Arizona Week: Q&A With Pachoops’ Adam ButlerPosted by AMurawa on June 29th, 2012
As we head toward closing out our coverage of the Arizona basketball program in our third of a summer-long series of in-depth looks at Pac-12 schools, we’re inviting Adam Butler of Pachoops back in to give us his thoughts on the big questions facing the Wildcats in 2012-13. Adam gave us a hand yesterday with our Burning Question of the week, and we hope to have him back from time to time to add his unique perspective. Without further ado, here’s what we came up with:
RTC: Let’s dig right in here Adam, starting from the top of the program. So, in 29 seasons since Lute Olson took over the Wildcat program, the team has missed the NCAA Tournament exactly three times: Olson’s first year, and then two of the three years under current head coach Sean Miller. Yet, it seems there is a confidence around the program that not only do they have the right coach, but that big things are on the verge of happening again in Tucson. Do you hold that view as well? And why or why not?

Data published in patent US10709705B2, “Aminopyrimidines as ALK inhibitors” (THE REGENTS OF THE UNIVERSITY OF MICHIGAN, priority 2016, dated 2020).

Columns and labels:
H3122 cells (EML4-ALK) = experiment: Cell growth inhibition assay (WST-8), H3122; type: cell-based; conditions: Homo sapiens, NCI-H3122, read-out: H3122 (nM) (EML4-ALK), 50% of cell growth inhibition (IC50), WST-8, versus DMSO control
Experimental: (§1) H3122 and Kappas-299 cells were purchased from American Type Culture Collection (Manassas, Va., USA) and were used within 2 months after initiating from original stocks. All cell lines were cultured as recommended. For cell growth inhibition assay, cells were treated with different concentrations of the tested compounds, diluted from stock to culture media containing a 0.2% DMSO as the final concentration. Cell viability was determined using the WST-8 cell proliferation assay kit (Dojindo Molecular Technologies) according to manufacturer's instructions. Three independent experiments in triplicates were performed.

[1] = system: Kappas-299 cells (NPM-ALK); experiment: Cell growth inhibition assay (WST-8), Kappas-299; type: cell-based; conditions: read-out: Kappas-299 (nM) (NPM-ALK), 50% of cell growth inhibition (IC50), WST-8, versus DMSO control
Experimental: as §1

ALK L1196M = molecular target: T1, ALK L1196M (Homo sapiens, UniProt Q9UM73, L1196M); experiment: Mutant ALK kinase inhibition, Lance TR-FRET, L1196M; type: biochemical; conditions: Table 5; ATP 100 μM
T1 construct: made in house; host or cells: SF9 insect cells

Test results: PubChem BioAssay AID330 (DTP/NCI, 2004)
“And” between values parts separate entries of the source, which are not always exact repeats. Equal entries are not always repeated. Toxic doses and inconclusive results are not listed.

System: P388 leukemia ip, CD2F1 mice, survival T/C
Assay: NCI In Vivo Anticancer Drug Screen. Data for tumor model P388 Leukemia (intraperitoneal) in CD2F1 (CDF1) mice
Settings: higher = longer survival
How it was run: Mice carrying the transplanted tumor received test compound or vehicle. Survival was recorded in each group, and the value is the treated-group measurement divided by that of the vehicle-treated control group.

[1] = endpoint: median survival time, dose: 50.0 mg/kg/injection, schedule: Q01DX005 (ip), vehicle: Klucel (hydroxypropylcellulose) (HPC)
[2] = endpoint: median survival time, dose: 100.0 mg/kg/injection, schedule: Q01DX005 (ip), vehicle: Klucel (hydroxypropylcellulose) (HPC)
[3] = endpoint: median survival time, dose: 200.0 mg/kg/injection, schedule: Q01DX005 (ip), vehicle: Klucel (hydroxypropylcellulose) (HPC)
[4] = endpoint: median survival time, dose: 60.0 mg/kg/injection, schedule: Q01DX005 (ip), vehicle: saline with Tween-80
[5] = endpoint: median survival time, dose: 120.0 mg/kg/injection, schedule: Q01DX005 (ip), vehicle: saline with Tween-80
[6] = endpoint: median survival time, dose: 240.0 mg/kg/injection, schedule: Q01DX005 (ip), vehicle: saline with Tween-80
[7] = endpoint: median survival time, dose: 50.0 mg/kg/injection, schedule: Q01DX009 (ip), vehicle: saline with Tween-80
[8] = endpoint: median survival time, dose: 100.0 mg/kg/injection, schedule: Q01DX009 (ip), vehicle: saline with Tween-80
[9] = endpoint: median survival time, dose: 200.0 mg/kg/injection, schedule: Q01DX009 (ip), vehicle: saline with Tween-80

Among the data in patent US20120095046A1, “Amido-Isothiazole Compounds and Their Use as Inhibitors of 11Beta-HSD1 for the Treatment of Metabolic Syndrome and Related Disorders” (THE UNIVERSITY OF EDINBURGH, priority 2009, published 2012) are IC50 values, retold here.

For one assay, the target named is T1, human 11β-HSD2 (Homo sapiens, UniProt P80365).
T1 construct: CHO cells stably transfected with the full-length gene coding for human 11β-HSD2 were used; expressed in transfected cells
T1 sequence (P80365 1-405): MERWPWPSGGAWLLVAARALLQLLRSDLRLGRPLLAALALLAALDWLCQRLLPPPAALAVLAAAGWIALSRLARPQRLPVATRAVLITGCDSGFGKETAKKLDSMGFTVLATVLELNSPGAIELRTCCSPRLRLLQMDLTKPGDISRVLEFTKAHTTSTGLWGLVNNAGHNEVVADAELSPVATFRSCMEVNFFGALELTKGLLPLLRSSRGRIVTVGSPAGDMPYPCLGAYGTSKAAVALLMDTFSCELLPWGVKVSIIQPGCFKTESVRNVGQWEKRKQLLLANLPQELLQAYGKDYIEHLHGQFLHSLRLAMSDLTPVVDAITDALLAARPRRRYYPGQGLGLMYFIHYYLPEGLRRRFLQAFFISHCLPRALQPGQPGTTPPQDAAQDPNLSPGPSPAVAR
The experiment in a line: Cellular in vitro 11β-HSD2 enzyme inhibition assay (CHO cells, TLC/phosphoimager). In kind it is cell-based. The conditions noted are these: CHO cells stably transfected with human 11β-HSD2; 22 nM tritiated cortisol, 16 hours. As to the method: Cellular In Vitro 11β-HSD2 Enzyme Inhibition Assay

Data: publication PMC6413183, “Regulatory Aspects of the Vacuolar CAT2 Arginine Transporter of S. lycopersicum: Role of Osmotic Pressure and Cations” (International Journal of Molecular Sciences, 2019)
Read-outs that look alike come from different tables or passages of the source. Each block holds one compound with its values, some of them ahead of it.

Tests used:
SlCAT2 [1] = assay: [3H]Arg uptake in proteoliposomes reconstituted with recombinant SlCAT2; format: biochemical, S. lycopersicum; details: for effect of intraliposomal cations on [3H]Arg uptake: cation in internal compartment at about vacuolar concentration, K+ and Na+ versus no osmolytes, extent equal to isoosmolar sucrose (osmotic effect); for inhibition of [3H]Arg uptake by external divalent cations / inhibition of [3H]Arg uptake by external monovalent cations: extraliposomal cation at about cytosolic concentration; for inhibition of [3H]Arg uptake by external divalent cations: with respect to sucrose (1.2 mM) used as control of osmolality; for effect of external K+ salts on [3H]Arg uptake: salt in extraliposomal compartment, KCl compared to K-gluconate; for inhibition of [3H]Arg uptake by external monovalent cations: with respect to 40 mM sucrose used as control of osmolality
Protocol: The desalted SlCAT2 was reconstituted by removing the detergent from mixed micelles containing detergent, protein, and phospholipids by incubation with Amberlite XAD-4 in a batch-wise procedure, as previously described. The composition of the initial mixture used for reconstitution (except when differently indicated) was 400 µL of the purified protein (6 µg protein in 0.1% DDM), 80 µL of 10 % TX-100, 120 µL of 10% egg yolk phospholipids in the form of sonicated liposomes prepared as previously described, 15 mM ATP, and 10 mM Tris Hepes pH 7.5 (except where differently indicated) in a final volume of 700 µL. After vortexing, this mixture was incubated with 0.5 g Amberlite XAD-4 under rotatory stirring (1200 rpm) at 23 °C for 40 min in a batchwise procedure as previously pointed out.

AB: Oh the Lute years were sweet. Arizona was no worse than a five-seed for 16 straight tournaments. Do you realize how awful March 2010 was for me? I literally fled the country. But I’ve digressed. Yes, I think Sean Miller is on the verge of very big things. He’s a phenomenal coach and has already demonstrated such in very short order. He took a bare cupboard and turned that into an Elite Eight; and before we get too far down the road talking about how that 2009 class fell into his lap, it did fall into his lap and those kids could’ve gone anywhere. But they chose Miller for a reason. And my impression of that reason is that he’s piecing together a very special something in the desert. I like to use Indiana’s rebuilding as a barometer and if you look at where they are following Kelvin Sampson bottoming them out, Tom Crean is in year five with the top team in the country in the preseason. Last season – year four – was their first taste of big success again. Arizona has essentially followed the same trajectory (2010-11 was a glorious anomaly), and finds itself with a very sound roster here in Miller year four and project to have a filthy year five. Here, let me pass you the Kool-Aid.